St. Augustine of Hippo’s Feast Day is on August 27.
Conduct a lesson on one of Augustine’s most famous works, The City of God, which he wrote in the wake of the Visigoth sack of Rome in 410. The City of God takes a sweeping view of human history. It divides history into a massive struggle between the sinful inhabitants of the City of Man, exemplified by the dying Roman Empire, and the pilgrims or believers in God who live in the City of God. Citizenship in these cities depends on one’s love. Augustine points out, however, that the Church is not automatically the City of God. Because the Church includes sinners, it must always cooperate with God’s grace and work diligently to be a sign of God’s active love in the world.
Use one or more of these exercises to increase the students’ familiarity with this influential but difficult text.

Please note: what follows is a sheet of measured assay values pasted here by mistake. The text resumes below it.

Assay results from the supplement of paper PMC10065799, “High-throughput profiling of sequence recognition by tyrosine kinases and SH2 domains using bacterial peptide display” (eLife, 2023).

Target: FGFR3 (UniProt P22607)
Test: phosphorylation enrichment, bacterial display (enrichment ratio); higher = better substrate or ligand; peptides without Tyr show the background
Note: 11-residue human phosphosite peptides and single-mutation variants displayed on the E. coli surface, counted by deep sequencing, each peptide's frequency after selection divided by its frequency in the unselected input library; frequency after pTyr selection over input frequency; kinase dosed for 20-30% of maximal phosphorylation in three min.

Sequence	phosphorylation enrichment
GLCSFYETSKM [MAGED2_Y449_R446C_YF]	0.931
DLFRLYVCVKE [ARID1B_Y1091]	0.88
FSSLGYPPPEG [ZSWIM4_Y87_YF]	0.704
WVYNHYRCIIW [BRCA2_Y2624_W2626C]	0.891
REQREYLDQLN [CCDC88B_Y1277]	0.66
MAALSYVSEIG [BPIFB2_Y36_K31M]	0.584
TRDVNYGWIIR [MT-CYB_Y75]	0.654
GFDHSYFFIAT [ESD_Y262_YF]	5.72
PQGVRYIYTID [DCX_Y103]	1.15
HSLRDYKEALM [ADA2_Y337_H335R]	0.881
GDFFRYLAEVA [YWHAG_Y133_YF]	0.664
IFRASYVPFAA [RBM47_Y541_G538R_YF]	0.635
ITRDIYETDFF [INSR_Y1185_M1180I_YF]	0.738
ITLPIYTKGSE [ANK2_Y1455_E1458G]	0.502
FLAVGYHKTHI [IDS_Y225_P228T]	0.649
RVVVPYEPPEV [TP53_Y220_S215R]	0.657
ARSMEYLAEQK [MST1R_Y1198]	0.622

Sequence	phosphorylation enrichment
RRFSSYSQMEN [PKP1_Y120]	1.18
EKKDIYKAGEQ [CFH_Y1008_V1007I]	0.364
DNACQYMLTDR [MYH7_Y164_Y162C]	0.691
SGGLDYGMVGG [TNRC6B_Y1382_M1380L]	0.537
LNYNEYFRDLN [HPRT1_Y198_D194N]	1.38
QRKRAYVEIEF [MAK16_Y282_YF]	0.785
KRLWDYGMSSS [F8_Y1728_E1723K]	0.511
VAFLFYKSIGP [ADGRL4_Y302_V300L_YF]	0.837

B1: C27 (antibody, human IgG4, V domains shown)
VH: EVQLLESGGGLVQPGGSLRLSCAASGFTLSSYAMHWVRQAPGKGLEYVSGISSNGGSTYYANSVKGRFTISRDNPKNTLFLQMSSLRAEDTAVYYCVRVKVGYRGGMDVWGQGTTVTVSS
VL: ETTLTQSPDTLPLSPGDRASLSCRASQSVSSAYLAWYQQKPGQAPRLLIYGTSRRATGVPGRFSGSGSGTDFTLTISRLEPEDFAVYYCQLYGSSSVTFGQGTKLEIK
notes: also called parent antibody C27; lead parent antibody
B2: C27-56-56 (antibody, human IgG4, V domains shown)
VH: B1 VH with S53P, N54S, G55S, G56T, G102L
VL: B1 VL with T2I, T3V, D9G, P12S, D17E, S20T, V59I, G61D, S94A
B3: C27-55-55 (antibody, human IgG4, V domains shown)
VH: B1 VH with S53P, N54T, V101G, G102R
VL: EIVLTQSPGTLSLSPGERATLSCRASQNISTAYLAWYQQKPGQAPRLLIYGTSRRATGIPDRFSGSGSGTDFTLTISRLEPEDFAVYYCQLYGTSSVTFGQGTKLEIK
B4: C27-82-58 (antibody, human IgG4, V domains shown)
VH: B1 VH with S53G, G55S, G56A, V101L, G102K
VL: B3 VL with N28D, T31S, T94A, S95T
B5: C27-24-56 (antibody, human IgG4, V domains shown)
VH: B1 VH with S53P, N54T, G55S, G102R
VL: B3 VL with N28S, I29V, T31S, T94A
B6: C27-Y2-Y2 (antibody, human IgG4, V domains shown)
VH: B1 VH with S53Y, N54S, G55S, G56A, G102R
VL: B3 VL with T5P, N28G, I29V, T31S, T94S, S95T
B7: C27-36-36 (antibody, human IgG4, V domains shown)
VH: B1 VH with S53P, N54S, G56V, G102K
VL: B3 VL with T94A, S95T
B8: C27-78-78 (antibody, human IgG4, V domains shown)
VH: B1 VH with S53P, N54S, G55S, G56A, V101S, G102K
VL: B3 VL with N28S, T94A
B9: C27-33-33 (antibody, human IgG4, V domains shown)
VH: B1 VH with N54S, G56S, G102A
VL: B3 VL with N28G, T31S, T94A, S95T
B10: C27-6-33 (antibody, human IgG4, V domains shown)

View and discuss the online video overview of St. Augustine’s City of God. (You can sign up for a free trial or purchase a membership to this website.) This video outlines three purposes that St. Augustine had in writing The City of God: 1) to refute those who blamed Christians for the fall of Rome; 2) to show how peace is possible on earth; and 3) to emphasize the reality of hell.
Have the students research the influence of this text—how it was received by different groups at the time and how theologians regard it today.
Read a chapter of the book with your students, pausing to discuss and process the text. You might find it helpful to read the text while concurrently listing to and audiobook version. Search YouTube for several free options.